Album: Music For Cars (2013)
Charted: 19 80


  • The 1975 are a British Alternative Rock band from Manchester, England. The group who all met at school comprise vocalist Matthew Healy, guitarist Adam Hann, drummer George Daniel and bassist Ross MacDonald. This dreamy guitar-laced tune is the lead single from their third EP, Music For Cars, which was released on March 4, 2013 via Dirty Hit Records. It became their first song to chart in the UK Top 20.
  • The 1975 took their name from a book of beat poetry that Matthew Healy found in Ibiza. He explained to Somekindofawesome: "I met an artist on holiday. It sounds a bit more bohemian, idealistic than maybe it was but I met him and ended up leaving with a book that must of been treated almost like a diary by a previous owner, so when I read it there was all these mad scribblings and notes, and the person had dated it 'the 1st of June The 1975.'"
    The writings and the use of the word "the" in front of a year, "1975" really impacted on Healy and the band's name was born.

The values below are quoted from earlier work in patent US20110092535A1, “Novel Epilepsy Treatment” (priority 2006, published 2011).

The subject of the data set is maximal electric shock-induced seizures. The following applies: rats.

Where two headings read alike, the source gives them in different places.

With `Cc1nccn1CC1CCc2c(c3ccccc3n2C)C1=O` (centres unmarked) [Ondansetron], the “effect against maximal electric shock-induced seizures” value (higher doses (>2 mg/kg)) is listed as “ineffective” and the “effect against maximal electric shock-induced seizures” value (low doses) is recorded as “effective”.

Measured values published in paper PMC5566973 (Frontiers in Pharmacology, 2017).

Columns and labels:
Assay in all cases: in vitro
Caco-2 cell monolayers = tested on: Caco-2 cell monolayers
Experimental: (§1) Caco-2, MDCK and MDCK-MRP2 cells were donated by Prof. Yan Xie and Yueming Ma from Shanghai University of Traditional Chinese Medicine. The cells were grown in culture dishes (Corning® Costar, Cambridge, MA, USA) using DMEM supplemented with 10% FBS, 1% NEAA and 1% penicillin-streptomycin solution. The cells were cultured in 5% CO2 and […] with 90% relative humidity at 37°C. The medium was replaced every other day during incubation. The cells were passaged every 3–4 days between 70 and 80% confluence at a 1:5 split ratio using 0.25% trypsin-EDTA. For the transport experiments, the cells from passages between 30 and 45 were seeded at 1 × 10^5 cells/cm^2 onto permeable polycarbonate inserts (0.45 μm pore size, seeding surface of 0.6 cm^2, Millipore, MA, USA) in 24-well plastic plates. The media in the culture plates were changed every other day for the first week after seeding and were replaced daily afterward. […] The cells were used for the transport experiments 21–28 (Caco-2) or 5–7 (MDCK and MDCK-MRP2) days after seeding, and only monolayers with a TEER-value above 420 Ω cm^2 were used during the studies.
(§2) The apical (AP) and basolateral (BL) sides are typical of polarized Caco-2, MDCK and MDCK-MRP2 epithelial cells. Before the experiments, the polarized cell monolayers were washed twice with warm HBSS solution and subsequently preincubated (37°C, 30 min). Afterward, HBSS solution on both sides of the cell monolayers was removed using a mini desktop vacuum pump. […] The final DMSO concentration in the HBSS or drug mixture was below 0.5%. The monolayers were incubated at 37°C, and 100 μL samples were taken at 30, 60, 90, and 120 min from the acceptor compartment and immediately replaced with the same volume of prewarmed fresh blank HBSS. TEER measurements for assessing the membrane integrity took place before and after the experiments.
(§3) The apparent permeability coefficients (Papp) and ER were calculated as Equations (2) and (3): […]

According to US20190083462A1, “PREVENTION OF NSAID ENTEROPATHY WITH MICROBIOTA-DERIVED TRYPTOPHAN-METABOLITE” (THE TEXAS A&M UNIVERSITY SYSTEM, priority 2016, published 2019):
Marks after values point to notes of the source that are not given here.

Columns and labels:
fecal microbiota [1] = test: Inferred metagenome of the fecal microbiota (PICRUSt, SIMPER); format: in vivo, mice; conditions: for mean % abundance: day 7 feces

• The song finds Healy taking on the persona of a gangsta as he sings about fleeing the police in his car with a stash of weed. (Chocolate is their euphemism for marijuana.) Matt Healy explained to The Richie T Experience: "It's a love letter to the authority figures in our town – you know about small town boredom, both by the kids and by the police."
  • This won BBC Radio 1's A List Vote, which was a 2013 poll of the station's listeners regarding the best song of the preceding five years. The 100 most played tracks on Radio 1 since 2009 were put forward for the vote, with 1975's hit tune coming out on top. The tune was closely followed by Bastilles's "Pompeii" at #2 and Fall Out Boy's "My Songs Know What You Did In The Dark (Light Em Up)" at #3.

Comments: 1

  • Teresa from WalesI believe that 'Chocolate' by The 1975 contains loose references to the 'Rebecca Riots' that took place in South and Mid Wales between 1839 and 1843 as an uprising against the poverty and oppressive taxation imposed on Welsh rural folk at that time. The male rioters dressed in their womenfolk's clothes, and quoted the bible; Genesis 24:60, which concerns the biblical figure Rebecca and her children. The lines, "With guns hidden under our petticoats..." and "Said Rebecca ought to know.." seem to indicate a connection. I would be interested if any of the band members would like to confirm or deny the link. More about the Rebecca Riots can be found on Wikipedia.
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